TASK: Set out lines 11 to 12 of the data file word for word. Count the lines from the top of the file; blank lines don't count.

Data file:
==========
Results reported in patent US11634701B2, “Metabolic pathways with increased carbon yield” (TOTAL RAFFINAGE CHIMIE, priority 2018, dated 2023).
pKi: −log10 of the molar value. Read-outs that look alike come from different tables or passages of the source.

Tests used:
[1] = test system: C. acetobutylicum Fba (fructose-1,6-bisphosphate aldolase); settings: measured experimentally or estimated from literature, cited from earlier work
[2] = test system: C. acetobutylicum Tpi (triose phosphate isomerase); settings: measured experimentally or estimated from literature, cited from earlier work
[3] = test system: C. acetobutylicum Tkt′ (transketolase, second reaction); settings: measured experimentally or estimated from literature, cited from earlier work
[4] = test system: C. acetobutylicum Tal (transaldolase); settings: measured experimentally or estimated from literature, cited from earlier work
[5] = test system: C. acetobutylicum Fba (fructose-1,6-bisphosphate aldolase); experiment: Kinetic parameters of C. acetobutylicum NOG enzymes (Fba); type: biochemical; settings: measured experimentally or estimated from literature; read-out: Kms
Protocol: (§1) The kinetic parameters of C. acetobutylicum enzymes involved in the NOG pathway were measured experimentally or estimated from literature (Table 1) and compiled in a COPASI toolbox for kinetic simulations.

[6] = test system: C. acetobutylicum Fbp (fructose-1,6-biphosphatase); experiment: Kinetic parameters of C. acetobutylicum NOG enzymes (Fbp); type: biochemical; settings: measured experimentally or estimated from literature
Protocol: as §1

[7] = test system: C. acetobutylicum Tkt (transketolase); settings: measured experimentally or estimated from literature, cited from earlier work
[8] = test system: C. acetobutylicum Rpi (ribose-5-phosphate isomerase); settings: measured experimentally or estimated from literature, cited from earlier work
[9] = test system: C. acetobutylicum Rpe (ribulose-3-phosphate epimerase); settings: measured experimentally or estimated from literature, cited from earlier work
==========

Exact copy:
Protocol: as §1

[7] = test system: C. acetobutylicum Tkt (transketolase); settings: measured experimentally or estimated from literature, cited from earlier work